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East Central Europe: liberalism gone missing – or just never there?

Refugees welcome hashtag

Spread of #refugeeswelcome 3 September 2015

This commentary on liberalism and the responses to the refugee crisis in East Central Europe was co-authored with James Dawson.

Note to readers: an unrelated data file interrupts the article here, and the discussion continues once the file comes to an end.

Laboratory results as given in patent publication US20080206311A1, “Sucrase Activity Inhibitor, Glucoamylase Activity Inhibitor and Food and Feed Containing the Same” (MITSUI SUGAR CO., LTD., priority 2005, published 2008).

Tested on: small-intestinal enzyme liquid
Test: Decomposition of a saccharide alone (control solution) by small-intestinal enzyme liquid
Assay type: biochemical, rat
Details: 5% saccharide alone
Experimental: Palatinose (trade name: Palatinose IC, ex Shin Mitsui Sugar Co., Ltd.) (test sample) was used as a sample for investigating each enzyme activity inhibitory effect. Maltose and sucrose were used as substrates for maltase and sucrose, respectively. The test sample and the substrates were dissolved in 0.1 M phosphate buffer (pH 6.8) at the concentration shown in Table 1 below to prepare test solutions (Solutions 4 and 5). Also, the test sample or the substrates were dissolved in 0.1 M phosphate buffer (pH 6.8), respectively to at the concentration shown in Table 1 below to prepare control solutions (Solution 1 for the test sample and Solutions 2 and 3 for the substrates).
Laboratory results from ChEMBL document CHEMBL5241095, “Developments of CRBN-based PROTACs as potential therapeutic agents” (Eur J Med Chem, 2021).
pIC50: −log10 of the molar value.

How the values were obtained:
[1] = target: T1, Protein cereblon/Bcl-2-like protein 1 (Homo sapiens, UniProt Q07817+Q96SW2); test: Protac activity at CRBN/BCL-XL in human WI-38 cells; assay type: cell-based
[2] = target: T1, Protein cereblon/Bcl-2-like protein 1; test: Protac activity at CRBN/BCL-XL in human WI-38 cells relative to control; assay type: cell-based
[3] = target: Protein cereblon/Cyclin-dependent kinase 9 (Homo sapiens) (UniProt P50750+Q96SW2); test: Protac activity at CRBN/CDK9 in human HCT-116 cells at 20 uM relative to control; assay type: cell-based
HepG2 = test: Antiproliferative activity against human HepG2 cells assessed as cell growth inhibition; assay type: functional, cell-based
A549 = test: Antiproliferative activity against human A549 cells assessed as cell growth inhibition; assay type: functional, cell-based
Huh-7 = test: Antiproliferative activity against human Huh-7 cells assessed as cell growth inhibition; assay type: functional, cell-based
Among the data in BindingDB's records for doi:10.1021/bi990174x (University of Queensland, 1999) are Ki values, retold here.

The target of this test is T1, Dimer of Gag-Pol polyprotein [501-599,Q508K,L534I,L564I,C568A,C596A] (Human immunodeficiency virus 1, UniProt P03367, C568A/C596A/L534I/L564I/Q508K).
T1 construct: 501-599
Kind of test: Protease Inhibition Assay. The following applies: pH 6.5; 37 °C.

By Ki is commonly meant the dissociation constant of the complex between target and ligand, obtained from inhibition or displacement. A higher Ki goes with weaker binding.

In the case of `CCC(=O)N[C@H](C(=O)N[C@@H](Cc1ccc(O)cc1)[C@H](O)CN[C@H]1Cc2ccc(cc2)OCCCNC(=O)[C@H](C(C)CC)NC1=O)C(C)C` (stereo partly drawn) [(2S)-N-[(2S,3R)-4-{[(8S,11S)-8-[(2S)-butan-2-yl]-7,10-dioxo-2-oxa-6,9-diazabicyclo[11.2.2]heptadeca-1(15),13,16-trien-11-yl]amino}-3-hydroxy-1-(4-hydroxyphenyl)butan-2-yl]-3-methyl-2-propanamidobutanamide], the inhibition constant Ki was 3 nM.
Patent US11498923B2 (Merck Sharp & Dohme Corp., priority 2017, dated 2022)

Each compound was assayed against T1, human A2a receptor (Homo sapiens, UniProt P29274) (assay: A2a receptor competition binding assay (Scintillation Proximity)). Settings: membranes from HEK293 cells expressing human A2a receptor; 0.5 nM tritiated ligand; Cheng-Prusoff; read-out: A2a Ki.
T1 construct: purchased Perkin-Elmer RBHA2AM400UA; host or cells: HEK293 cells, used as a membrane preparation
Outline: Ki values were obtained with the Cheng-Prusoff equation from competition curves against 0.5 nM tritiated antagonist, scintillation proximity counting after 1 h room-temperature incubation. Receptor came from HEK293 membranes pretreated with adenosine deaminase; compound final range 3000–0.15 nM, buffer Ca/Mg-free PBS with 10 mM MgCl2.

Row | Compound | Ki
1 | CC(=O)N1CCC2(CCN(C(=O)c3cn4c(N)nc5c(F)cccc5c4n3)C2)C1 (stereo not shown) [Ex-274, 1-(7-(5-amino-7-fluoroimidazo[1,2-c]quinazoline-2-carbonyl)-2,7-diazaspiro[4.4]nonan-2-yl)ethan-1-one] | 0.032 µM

Images from Hungary showing security forces turning tear gas and water cannon on refugees from behind a newly fortified border will come as little surprise to many observers of East Central Europe.  The government of Victor Orbán has systematically exploited the refugee crisis to ramp up a long-standing rhetoric of nationalist intolerance and consolidate its grip on power by passing a raft of emergency powers, further eroding Hungary’s once robust legal checks and balances. Such actions have drawn a storm of international opprobrium – including harsh criticism from the governments of Austria, Croatia and Serbia, all of which have taken a more humane and pragmatic approach to managing the influx of refugees.